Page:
Why you should still be excited for Gymkhana 10

Some ten years since the original, Ken Block is still pushing the barriers of automotive videos

Gymkhana Jpg W Jpg

ON NOVEMBER 11, 2008, automotive videos were changed forever.

That was the day a then relatively unknown Ken Block uploaded a video titled Gymkhana Practice to his Youtube channel.

In the decade following, the video has racked up almost 16 million views, set a new bar for automotive entertainment, created a media empire, and spawned a series which has churned out some serious water-cooler content.

Block’s Gymkhana series, and its ongoing success, is akin to an unknown team rocking up to a grand prix weekend, winning on debut, and then continuing to crush the opposition for a decade.

The original Gymkhana harks back to Block’s skateboarding roots, with a lo-fi production feel. While the driving isn’t as outlandish as more recent additions to the series, the genesis of Block’s flamboyant style is clearly present, along with copious amount of tyre smoke.

It would be easy to deride the videos that followed as more of the same, but that ignores the way each effortlessly plugs into contemporary zeitgeist, and endows Gymkhana with repeated viral traction.


Each iteration continues to raise the bar, with wilder stunts, more brazen locations, and all underscored with Block’s relentless destruction of tyres.

While the concept has remained a common theme, each Gymkhana has a new flavour, with unique stunts and locations. A littering of easter eggs throughout each video ensures re-watchability.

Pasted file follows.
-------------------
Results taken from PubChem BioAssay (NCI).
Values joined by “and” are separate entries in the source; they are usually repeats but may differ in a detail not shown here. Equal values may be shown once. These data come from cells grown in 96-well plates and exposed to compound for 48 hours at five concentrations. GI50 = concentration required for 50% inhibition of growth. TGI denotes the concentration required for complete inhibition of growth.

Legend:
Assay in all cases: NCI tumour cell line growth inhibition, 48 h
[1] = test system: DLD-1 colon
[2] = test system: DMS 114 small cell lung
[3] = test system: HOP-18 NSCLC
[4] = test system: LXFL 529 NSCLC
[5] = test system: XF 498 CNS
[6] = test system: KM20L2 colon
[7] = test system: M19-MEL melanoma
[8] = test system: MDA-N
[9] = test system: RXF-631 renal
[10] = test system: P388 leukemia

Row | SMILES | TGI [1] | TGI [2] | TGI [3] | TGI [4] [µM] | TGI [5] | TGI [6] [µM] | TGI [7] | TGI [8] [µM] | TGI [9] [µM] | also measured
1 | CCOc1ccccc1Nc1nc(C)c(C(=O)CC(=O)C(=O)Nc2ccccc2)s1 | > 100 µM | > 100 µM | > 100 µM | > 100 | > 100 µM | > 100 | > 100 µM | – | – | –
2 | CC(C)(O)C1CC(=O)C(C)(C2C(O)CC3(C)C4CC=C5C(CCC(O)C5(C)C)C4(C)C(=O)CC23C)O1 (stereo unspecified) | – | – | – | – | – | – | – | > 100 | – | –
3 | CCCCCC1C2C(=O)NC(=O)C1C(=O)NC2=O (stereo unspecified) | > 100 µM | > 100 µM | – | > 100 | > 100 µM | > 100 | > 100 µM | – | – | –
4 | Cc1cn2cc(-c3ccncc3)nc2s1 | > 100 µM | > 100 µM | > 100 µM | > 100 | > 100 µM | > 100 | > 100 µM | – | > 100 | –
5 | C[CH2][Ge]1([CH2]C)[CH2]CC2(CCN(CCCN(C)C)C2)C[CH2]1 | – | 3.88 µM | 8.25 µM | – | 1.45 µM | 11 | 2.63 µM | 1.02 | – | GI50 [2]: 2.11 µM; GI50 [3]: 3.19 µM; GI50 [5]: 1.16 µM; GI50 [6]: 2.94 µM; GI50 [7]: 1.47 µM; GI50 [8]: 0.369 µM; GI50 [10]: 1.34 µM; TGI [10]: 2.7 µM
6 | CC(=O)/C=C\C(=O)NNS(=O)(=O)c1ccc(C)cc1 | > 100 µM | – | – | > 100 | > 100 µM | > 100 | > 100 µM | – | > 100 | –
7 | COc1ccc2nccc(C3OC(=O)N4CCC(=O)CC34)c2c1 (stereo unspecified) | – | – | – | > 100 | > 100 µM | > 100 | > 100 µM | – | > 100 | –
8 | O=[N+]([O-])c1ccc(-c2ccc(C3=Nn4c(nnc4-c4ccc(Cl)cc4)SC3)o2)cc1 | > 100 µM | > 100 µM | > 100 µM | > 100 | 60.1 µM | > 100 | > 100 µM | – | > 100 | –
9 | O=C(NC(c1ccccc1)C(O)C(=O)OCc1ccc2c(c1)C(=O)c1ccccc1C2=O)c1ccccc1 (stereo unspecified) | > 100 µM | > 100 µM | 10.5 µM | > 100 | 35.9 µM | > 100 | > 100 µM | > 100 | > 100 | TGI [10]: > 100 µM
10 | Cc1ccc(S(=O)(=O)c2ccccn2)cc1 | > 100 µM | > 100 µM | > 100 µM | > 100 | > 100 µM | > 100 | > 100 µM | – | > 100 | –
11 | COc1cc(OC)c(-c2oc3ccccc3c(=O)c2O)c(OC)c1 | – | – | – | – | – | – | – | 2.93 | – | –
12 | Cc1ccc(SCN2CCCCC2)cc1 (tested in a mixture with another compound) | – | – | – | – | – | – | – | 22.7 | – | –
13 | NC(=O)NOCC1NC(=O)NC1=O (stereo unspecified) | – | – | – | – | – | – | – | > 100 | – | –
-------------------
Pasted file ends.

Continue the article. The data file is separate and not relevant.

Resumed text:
During Gymkhana’s procession, the cars Block throws around assorted locations have evolved to become co-stars to the man himself, sprouting fire-breathing turbos and stretched bodywork.

Block and the Hoonigan Media Machine gave viewers an inside look at what goes into making the largest and most extreme car video on the internet in a new Amazon Prime show, the Gymkhana Files.

The shows give the viewer an insight into the consternation felt by both Block and director Brian Scotto when things go awry, like they did so spectacularly while filming in Los Angeles when the internals of Block’s Ford Escort went from singing a sonorous song on the rev limiter to being smoking shards of oily detritus bouncing across a warehouse floor.

Viewers of the series are also given a peek behind the curtain, to see the level of logistics and planning required to create something with the production values to make a Hollywood exec jealous.

Multiple brands and enthusiasts have since glommed onto Block’s original concept, to varying degrees of success. But none have quite captured the magic, and escalating extremes, of the Gymkhana series.

Gymkhana 10 continues what Block started a decade ago, and is the most daring and entertaining episode in the series yet. Enjoy.


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